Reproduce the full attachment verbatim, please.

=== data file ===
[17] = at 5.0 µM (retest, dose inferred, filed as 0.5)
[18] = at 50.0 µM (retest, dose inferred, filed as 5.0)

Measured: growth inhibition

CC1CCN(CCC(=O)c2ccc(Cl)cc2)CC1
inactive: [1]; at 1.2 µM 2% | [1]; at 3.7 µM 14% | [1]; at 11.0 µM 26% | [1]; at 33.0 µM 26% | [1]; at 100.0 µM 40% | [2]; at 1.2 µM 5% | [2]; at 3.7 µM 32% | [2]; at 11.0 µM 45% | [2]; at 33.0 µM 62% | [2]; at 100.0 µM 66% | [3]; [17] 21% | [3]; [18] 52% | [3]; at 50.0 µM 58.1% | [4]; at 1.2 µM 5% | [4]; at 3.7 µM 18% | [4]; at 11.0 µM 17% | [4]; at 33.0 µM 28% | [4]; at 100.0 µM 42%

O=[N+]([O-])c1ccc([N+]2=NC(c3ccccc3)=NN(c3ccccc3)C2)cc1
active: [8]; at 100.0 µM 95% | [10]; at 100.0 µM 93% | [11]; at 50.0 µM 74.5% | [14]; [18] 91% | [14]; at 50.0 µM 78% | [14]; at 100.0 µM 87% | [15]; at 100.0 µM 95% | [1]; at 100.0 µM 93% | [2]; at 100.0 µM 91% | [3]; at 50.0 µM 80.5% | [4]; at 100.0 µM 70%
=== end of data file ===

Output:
[17] = at 5.0 µM (retest, dose inferred, filed as 0.5)
[18] = at 50.0 µM (retest, dose inferred, filed as 5.0)

Measured: growth inhibition

CC1CCN(CCC(=O)c2ccc(Cl)cc2)CC1
inactive: [1]; at 1.2 µM 2% | [1]; at 3.7 µM 14% | [1]; at 11.0 µM 26% | [1]; at 33.0 µM 26% | [1]; at 100.0 µM 40% | [2]; at 1.2 µM 5% | [2]; at 3.7 µM 32% | [2]; at 11.0 µM 45% | [2]; at 33.0 µM 62% | [2]; at 100.0 µM 66% | [3]; [17] 21% | [3]; [18] 52% | [3]; at 50.0 µM 58.1% | [4]; at 1.2 µM 5% | [4]; at 3.7 µM 18% | [4]; at 11.0 µM 17% | [4]; at 33.0 µM 28% | [4]; at 100.0 µM 42%

O=[N+]([O-])c1ccc([N+]2=NC(c3ccccc3)=NN(c3ccccc3)C2)cc1
active: [8]; at 100.0 µM 95% | [10]; at 100.0 µM 93% | [11]; at 50.0 µM 74.5% | [14]; [18] 91% | [14]; at 50.0 µM 78% | [14]; at 100.0 µM 87% | [15]; at 100.0 µM 95% | [1]; at 100.0 µM 93% | [2]; at 100.0 µM 91% | [3]; at 50.0 µM 80.5% | [4]; at 100.0 µM 70%